Earlier this month, India experienced the worst blackout in global history. Over 600 million people—more than double the number of people in the U.S. and nearly one in 10 people in the world—were left without power.

The crisis highlights the fact that corrupt governance and lawless institutions can keep even an entrepreneurial people in the dark:

Along with a lack of investment in infrastructure, the crisis also had roots in many of India’s familiar failings: the populist tone of much of its politics, rampant corruption and poor management in its government and public sector, weak law enforcement, and a maze of regulations that restrict many industries.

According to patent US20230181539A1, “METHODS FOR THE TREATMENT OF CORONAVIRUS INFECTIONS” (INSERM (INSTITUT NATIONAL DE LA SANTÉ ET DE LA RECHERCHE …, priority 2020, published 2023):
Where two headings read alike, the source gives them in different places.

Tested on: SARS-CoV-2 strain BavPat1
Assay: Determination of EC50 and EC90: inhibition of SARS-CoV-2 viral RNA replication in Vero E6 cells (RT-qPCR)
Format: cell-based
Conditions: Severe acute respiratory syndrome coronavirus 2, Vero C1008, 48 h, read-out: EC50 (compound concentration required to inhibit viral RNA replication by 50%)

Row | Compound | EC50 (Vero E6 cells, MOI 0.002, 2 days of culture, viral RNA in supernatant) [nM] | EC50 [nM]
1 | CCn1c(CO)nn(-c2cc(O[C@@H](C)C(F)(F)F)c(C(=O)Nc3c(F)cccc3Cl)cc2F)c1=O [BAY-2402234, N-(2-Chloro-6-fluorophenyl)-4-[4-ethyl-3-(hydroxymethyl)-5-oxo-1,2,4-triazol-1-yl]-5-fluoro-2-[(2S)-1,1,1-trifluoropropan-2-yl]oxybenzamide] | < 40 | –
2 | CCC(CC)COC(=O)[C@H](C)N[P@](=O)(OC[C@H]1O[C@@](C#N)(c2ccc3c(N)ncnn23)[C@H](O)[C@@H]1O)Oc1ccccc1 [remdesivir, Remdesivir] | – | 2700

Officials said they did not know what caused the blackout Tuesday, although a similar failure Monday was blamed on individual states drawing too much power from the grid, in defiance of regulations.

“It is open lawbreaking that goes on all the time in India,” said a Power Ministry official, who spoke on the condition of anonymity because of the sensitive nature of the subject. “This time, it went beyond limits.”

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